Presented by the
Newfoundland's Grand Banks Site
to assist you in researching your Family History

Click on the graphic below to return to the NGB Home Page
Newfoundland's Grand Banks

To contribute to this site, see above menu item "About".

These transcriptions may contain human errors.
As always, confirm these, as you would any other source material.

A Collection of Newfoundland Wills
William J. Herder


Will of William J. Herder
from Newfoundland will books volume 12 page 234 probate year 1922

In re

This is the last Will and Testament of me William J. Herder of Saint John's, in the Island of Newfoundland, Newspaper Proprietor. I revoke all former Wills by me at any time made and I appoint my wife, Elizabeth, the Executrix of this my Will. I give and bequeath to my said wife for her own use absolutely all the property of whatsoever kind I may die possessed. In so far as the business of the "Evening Telegram" newspaper is concerned it is my wish that my said wife shall form the same into a limited liability company and that she shall have full power to decide as to the allocation of the shares therein. It is my desire and recommendation that the Directors of the said company shall be my said wife my three sons and Mr. Michael G. Martin whom I desire to be the secretary of the said Company.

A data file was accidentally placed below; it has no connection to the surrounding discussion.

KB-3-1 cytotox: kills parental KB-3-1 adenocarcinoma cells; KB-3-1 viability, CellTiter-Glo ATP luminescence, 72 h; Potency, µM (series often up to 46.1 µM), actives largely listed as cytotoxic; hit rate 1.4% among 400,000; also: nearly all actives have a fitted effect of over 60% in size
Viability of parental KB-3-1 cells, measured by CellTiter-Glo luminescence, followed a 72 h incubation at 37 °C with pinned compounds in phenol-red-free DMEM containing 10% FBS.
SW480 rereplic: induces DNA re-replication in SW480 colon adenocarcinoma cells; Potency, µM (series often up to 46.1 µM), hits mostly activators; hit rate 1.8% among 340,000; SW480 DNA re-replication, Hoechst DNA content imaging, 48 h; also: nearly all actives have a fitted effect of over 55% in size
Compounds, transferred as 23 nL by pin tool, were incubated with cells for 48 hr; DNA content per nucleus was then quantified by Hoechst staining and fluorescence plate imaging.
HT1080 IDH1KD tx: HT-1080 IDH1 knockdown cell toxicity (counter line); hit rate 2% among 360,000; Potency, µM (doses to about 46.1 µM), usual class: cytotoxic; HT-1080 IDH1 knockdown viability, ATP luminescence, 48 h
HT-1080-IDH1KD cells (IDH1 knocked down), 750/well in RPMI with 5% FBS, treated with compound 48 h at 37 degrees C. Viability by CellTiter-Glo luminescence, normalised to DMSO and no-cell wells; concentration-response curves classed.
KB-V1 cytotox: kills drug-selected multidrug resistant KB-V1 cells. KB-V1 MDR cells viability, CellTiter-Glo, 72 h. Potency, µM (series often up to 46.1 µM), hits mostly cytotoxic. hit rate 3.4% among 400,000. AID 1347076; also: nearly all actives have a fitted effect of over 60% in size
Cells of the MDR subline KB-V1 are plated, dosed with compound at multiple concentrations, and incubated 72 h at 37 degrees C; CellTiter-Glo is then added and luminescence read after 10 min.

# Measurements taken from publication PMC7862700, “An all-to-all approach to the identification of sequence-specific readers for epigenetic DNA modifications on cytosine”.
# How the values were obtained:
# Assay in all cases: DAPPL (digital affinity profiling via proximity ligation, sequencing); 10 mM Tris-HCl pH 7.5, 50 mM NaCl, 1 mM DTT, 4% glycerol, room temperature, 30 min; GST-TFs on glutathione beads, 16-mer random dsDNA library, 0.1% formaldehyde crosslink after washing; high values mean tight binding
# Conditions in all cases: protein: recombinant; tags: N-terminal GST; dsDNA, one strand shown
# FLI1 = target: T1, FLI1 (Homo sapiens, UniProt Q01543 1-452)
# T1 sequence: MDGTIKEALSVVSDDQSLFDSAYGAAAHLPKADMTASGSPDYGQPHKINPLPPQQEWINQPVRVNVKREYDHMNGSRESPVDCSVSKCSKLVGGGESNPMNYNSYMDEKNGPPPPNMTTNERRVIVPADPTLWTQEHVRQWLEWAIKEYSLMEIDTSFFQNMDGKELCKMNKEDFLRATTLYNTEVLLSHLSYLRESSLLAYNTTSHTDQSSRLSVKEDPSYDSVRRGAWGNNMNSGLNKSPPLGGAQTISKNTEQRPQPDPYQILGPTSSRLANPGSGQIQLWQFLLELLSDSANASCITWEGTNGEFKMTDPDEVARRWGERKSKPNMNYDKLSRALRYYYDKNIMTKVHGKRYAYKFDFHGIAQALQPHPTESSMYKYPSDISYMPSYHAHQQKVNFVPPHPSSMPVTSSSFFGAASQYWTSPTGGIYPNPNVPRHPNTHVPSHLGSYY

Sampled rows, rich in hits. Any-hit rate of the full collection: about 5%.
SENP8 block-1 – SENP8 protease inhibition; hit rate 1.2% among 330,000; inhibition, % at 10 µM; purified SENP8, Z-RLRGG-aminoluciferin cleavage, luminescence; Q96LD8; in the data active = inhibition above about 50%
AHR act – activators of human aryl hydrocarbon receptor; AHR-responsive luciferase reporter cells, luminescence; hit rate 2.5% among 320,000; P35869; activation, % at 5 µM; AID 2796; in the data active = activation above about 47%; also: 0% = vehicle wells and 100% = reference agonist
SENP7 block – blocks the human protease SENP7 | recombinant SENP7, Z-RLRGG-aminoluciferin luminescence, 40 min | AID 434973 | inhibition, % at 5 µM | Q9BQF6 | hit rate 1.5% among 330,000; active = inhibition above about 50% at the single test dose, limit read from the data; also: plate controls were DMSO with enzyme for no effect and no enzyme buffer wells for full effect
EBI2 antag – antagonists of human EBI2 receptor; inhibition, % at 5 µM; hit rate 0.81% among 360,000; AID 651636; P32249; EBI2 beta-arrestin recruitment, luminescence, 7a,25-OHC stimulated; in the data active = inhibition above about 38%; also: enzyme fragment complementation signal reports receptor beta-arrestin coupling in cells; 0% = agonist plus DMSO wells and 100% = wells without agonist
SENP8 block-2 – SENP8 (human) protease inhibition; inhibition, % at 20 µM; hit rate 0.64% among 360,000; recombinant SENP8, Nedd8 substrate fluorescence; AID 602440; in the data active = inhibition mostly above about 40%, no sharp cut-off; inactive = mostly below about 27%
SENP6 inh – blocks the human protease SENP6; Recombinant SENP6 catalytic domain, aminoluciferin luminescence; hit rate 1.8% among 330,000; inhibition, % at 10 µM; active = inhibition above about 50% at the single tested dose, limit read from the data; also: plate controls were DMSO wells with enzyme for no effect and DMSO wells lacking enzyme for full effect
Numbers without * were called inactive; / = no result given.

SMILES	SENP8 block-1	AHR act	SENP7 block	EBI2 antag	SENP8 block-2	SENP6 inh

Witness my hand at St. John's this 20th day of may, A. D. 1922. W. J. HERDER.
Signed Published and Declared by the said testator in the presence of us both present at the same time who in his presence at his request have hereunto subscribed our names as witnesses attesting the due execution hereof. EMILY BARRETT.   W. J. HIGGINS.

William F. Lloyd
Registrar of the Supreme Court of Newfoundland

(Listed in the Margin next to this will the following)
Fiat July 15/22
Justice Kent
Probate granted
to Elizabeth
July 17/22
Estate sworn
at $87461.26



Note: The wills in those will books are NOT actual wills. They are hand-written copies of a, "last will and testament," written by the court clerk, after the death of the testator, when the executor presented them to the court for probate. The court clerk didn't list the signatures at the bottom, he (or she) just put them in the book in whatever order they were in, on the original document, no spacing most of the time, no punctuation. The originals were kept by the executor.

We who have typed these wills, have made every effort to include all the errors that were on the microfilm, in order to avoid destroying the integrity of the originals, where ever they may be.

Page Contributed by Judy Benson and Ivy F. Benoit

REVISED BY: Ivy F. Benoit May 28, 2002

Newfoundland's Grand Banks is a non-profit endeavor.
No part of this project may be reproduced in any form
for any purpose other than personal use.

JavaScript DHTML Menu Powered by Milonic

© Newfoundland's Grand Banks (1999-2019)

Hosted by
Chebucto Community Net

Your Community, Online!

Search through the whole site
[Recent] [Contacts] [Home]